Greenfield partners to clean up Chernobyl contamination

By Jessica Sobolik | June 02, 2008
Greenfield Project Management Ltd. announced an agreement with PvT Capital GmbH in May that will expand Greenfield's plans to produce ethanol from biomass crops grown on contaminated soil.

Both companies were planning separate biofuel projects to remediate the land affected by the Chernobyl nuclear disaster in 1986. They decided to pool their resources to jointly develop Greenfield's proposed ethanol plants in Mozyr and Bobruisk, Belarus, and expand them into biomass biorefineries. The plants will be able to produce ethanol, biodiesel, biogas and green electricity with a relatively small amount of waste ash left over, which will contain radioactive isotopes and be stored in safe locations.

"We are coming into this project as both a shareholder and as a technology partner and leader," said Chris Verbakel, chief operating officer of PvT Capital. "This partnership marks our entry into Belarus and represents another step in the implementation of our international expansion strategy."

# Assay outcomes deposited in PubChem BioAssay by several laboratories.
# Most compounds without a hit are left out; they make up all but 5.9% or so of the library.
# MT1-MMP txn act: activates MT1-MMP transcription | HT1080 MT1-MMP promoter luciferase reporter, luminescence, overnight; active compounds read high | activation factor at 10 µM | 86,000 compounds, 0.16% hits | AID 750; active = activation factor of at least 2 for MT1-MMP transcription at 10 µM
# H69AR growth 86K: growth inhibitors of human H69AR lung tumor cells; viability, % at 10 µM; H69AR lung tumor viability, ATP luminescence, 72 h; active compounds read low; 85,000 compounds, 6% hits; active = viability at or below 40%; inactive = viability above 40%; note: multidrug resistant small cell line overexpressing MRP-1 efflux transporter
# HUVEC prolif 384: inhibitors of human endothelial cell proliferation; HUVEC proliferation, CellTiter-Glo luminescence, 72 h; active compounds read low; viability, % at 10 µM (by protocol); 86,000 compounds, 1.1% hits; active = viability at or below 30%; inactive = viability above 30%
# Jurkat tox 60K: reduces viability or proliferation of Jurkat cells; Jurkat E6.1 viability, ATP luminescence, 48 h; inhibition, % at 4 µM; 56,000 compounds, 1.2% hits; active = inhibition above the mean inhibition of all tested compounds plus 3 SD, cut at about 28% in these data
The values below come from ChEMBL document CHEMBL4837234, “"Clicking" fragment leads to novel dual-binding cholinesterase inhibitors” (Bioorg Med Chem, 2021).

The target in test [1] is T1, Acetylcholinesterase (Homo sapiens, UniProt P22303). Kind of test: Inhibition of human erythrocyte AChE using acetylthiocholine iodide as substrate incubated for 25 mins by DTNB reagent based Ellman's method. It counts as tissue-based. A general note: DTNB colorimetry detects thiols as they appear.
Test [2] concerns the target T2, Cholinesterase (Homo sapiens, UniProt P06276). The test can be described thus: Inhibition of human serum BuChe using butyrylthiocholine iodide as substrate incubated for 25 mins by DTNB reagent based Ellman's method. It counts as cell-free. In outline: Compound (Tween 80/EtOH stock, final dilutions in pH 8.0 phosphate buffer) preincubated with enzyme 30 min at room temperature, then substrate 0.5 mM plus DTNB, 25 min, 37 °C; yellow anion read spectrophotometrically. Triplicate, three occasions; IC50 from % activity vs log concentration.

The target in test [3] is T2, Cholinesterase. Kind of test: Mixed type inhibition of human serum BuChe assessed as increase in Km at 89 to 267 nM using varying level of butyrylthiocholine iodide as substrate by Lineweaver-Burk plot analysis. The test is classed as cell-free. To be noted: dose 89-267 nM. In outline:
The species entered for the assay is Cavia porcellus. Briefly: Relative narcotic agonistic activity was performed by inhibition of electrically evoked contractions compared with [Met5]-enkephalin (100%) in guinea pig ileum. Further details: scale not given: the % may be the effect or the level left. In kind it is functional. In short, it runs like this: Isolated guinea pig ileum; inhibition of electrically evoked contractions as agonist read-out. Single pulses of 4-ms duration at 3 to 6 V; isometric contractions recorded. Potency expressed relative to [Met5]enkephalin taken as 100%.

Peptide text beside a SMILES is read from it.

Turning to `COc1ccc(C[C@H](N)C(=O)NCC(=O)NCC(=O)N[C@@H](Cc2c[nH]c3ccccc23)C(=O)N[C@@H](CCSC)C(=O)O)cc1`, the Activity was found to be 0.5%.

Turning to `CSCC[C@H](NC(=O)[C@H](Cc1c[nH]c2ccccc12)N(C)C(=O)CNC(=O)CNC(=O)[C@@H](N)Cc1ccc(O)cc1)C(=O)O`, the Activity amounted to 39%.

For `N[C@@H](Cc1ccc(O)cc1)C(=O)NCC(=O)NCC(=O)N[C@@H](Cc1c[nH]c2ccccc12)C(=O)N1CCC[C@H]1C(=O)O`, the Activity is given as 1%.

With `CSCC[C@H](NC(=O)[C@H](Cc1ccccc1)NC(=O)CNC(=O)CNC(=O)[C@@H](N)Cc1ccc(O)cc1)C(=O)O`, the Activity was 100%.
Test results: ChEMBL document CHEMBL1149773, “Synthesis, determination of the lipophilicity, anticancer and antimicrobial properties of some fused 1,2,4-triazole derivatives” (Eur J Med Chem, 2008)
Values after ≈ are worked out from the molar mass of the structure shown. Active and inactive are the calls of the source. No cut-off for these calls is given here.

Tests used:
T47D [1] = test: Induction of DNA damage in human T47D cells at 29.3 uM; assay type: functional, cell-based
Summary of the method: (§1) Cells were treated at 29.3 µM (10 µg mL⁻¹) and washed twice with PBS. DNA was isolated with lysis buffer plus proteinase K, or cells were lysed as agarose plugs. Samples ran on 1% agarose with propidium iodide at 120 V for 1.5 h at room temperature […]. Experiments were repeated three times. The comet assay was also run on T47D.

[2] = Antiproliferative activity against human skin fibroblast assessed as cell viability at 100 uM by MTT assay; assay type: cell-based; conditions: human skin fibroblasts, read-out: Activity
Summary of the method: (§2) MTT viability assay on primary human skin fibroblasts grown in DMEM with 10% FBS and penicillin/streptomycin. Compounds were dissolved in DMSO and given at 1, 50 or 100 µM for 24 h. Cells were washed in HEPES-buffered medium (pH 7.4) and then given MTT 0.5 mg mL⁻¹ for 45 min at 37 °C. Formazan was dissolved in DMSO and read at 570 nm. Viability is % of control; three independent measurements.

The partnership also included the Centre for Environmental Research, part of the Helmholtz Association of Research Centres. Helmholtz professors Frank-Dieter Kopinke and Holger Weiss will provide the projects with advice, supervision and certification to make sure that products from the area are free of contamination. Scientists from Helmholtz will also supervise tillage programs and their impact on decontamination, the implementation and further development of technologies involving the biomass sources and resulting biofuels, the storage of the decontaminated byproducts, and working conditions during the revitalization of the soil.

Greenfield and PvT plan to eventually expand their projects into Russia and Ukraine, as well. In December 2007, PvT Capital made an agreement with the government of Ukraine to develop biofuels facilities that would aid decontamination of 400,000 hectares (990,000 acres) of the country.

The 18-mile perimeter surrounding the Chernobyl Nuclear Power Plant is still too radioactive to inhabit. At least 70,000 square miles (45 million acres) in Belarus, Ukraine and Russia are less contaminated, but still too radioactive to grow food crops. Planting biomass crops for fuel production will naturally remediate the soil more quickly than if it was left fallow.